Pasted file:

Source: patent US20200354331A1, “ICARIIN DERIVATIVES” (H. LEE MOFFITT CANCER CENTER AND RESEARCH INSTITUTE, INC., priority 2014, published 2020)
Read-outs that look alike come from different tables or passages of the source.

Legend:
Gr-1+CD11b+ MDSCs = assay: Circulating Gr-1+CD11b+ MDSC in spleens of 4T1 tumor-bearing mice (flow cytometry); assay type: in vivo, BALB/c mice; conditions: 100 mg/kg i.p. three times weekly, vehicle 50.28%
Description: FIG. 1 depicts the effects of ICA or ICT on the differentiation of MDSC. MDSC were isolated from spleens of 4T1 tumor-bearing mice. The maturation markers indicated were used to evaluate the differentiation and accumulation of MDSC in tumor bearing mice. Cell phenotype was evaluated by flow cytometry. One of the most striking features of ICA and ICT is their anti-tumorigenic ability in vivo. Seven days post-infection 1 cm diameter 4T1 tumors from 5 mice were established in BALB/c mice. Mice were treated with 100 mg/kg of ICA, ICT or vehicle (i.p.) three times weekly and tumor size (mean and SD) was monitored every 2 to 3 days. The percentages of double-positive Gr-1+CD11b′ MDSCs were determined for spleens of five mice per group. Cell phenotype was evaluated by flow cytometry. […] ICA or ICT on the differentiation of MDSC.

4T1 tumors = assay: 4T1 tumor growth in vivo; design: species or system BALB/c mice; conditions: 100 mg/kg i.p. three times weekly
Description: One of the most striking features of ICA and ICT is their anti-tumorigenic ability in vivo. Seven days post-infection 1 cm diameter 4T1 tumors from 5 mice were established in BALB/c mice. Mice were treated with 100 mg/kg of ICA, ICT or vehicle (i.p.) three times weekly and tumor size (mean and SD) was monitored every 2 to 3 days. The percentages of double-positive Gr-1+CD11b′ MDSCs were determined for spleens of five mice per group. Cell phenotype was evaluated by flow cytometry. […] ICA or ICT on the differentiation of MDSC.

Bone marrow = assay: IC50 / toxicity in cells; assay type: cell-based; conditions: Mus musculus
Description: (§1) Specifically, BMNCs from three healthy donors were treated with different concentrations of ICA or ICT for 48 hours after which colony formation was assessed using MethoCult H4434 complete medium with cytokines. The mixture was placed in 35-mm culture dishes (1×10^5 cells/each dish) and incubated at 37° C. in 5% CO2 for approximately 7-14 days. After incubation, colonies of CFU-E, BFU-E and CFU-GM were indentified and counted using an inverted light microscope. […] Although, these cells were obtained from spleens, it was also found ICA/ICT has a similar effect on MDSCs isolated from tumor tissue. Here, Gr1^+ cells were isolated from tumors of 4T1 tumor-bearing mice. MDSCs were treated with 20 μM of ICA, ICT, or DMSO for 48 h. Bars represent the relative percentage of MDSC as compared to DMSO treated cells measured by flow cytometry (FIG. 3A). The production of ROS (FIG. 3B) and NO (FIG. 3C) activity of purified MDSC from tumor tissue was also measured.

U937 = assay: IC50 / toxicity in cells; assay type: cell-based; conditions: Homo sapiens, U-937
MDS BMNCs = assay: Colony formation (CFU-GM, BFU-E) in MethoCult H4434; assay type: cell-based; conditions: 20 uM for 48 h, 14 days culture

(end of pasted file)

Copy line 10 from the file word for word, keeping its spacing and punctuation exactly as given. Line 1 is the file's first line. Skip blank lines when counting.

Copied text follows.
U937 = assay: IC50 / toxicity in cells; assay type: cell-based; conditions: Homo sapiens, U-937